Climbing Mt. Kilimanjaro for Peace
Young peace and environmental activists climbed Mount Kilimanjaro to take a stance against nuclear weapons and uranium mining. The group campaigning through the K-Project for Peace, initiated by International Physicians for the Prevention of Nuclear War, aimed to show that with determination everything is possible. Reaching the peak and raising the IPPNW flag - despite altitude sickness and other difficulties - shows just how committed these activists are. The message is clear: "We live for an Africa free of uranium mining! And for a world free of nuclear weapons!"
70 years from the Holocaust
Translation of the presentation of the book Nikolaos A. Anastasopoulos "The Jewish Club of Ioannina during the Interwar period."
The book of Law. Anastasopoulos "The Jewish Club of Ioannina during the interwar period" is published in an important anniversary. This year marks 70 years since the end of the World War II, that - as we want to believe- led to the defeat of Nazism, and caused the horrors of the Holocaust.
On March 25, 1944, day Sabbath, the day of the Greek Independence, in the climate of terror and fear that then prevailed in Ioannina, the thousand years, perhaps longer, Jewish Community of Ioannina, forcibly gathered in the castle and the square Mavili: 1725 people from babies to the elderly, pregnant women up to elderly patients, all the members of the Community, loaded in 97 German head uncovered trucks to be transported through the snowy and icy March, to the extermination camps ...
The NPT and the nuclear ban treaty
Peace & Health Blog
As this is being written, the conference reviewing the Non-Proliferation Treaty (NPT) is going on at the UN in New York. I often lose the line in the formal presentations by the official delegates, and find myself wondering: Why has the NPT worked?
America’s disastrous non-proliferation policy
This week, the states who are party to the Nuclear Non-Proliferation Treaty, NPT, will gather at the United Nations for their five-year review conference to assess whether the treaty is meeting its goals.
The U.S. has long viewed this treaty as a key bulwark against the spread of nuclear weapons to other countries. Since it was adopted 45 years ago, 3 nations which never signed the Treaty have developed nuclear weapons and one country that did sign has withdrawn and built a small nuclear arsenal, but we have not seen the wholesale spread of nuclear weapons that many feared when the NPT was negotiated in the late 1960’s.
Meeting Dutch Minister of Foreign Affairs before NPT RevCon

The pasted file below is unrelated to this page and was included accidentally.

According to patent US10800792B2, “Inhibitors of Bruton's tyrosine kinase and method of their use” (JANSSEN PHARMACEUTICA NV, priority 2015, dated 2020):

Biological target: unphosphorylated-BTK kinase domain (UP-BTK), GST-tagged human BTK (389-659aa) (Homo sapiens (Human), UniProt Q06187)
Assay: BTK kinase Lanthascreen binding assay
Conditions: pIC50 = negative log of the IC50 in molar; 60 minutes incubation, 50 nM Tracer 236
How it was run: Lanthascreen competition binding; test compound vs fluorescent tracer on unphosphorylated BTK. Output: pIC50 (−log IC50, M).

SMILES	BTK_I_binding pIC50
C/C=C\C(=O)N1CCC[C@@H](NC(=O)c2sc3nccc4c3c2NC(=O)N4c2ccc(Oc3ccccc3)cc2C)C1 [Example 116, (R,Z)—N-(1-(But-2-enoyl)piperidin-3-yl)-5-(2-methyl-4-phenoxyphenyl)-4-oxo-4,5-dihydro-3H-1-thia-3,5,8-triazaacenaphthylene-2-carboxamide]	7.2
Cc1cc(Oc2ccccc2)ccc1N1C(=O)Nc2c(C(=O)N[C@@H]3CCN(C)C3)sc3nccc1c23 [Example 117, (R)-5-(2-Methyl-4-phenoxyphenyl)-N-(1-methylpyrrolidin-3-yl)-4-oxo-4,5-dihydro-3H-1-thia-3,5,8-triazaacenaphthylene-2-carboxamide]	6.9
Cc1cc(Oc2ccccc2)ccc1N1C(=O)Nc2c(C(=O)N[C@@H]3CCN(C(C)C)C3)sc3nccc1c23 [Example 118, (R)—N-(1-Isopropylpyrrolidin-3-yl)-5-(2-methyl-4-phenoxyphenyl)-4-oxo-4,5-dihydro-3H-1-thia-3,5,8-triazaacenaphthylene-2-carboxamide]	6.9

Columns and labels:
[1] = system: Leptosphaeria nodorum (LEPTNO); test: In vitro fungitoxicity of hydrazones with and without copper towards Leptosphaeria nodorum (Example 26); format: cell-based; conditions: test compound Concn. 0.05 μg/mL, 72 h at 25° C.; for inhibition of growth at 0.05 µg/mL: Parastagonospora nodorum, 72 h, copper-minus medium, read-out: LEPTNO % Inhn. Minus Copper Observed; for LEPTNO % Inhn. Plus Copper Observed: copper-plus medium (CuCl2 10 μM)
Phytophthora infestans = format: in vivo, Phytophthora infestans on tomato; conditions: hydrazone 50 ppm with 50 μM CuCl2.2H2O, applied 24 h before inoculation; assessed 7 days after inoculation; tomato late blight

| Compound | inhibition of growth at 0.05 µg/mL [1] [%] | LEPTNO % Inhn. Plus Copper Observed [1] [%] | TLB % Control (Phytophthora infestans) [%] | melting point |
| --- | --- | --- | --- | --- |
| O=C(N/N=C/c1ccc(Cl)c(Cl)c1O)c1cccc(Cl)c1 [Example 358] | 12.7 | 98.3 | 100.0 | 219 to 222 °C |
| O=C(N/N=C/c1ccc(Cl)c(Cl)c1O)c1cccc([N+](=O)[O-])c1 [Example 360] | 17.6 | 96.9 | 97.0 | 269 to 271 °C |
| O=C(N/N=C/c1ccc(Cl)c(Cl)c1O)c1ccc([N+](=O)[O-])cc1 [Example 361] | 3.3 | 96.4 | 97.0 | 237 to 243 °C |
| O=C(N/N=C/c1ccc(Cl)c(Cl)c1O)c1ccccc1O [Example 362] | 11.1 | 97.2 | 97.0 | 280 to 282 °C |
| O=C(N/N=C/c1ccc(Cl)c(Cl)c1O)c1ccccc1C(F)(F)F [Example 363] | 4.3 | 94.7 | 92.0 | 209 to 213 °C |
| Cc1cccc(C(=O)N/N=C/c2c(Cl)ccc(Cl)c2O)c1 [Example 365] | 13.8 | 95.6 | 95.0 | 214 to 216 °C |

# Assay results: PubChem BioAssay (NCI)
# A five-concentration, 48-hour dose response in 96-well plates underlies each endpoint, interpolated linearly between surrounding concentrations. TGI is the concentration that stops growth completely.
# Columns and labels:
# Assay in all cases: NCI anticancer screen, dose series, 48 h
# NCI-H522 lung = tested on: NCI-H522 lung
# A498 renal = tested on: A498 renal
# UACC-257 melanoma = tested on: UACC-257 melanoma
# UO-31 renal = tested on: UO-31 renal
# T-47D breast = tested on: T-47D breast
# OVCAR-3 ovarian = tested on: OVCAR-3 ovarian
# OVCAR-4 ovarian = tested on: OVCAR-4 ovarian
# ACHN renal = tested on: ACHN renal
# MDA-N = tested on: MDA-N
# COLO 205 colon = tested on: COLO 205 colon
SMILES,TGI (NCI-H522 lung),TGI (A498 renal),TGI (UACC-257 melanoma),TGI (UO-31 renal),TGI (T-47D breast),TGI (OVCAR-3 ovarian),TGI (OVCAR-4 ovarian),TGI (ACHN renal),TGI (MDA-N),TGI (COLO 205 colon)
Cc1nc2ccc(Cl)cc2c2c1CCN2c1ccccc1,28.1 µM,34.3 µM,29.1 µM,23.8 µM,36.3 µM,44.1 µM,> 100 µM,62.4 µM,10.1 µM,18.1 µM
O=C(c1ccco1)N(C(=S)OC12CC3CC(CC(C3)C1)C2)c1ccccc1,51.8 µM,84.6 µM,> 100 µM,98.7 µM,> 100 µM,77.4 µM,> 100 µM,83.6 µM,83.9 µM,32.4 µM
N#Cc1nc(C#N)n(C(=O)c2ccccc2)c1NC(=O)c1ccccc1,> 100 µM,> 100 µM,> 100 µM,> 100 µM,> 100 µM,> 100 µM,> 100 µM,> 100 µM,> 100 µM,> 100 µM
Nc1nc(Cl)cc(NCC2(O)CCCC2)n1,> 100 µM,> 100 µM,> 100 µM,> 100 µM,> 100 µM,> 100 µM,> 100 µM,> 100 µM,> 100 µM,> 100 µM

The day before Minister of Foreign Affairs of the Netherlands Bert Koenders travelled to New York for the Non Proliferation Treaty Review Conference (NPT-RevCon) about nuclear weapons, he met with Mayor Jan Hoekema of Wassenaar (Chair Mayors for Peace-The Netherlands) and Doctor Herman Spanjaard (Chair of International Physicians for the Prevention of Nuclear War Netherlands (IPPNW) to discuss their views on nuclear weapons and the necessity to abolish these. They urged the Minister to take into account that safety for civilians is the dear task of Mayors worldwide and that Doctors have no cure for the effects of nuclear weapons, once used. Prevention is the only possible way forward so there is a very strong urgency to make the NPT-RevCon a success. One thousand paper cranes, made by Hibakusha and Japanese students, were handed over, to wish Minister Koenders a long and healthy life and wisdom in the negotiations.
Body Count - Casualty Figures after 10 Years "War on Terror"
Doctors group releases startling analysis of the death and destruction inflicted upon Iraq, Pakistan and Afghanistan
On March 19, 2015 - the 12th anniversary of the military intervention in Iraq - IPPNW Germany together with the affiliates from the US and Canada, PSR and PGS released the fist international edition of "Body Count - Casualty Figures after 10 Years `War on Terror´". The report is a comprehensive account of the vast and continuing human toll of the various “Wars on Terror” conducted in the name of the American people since the events of September 11, 2001. This publication highlights the difficulties in defining outcomes as it compares evaluations of war deaths in Iraq, Pakistan and Afghanistan. Even so, the numbers are horrific. The number of Iraqis killed during and since the 2003 U.S. invasion have been assessed at one million, which represents 5% of the total population of Iraq.
Why the UK healthy community’s investments in fossil fuels are bad for health.
In a new report published today, Medact and other leading health and climate NGOs argue that the UK health community must phase out its investments in the fossil fuel industry, with air pollution from fossil fuels being responsible for approximately 5% of all UK deaths.
The ‘Unhealthy Investments’ report warns that investment in the fossil fuel industry is incompatible with health organisations’ moral and professional responsibilities to address these direct health implications, and the longer-term health impacts of climate change.
New project: Medical Peace Work 3
Medical Peace Work has gone into a third project round. It has been selected for EU-funding in the period 2014-2016. The new project aims to increase the MPW performance among health professionals through the use of case-based learning methodology. Ten partner organizations will collaborate to develop and to implement narrative case studies, audio-visual cases and a new case-based online course. In contrast to the existing seven MPW courses, the new material will be produced for group work and peer learning, both in formal and non‐formal education. Four of the partner organizations have former experience in collaborating through the MPW partnership. Six new members are included: IPPNW-Norway, Coalition for Work With Psychotrauma and Peace, Samaritan Austria State of Styria, 4-change, The Case Centre, and Medical Mission Institute Würzburg.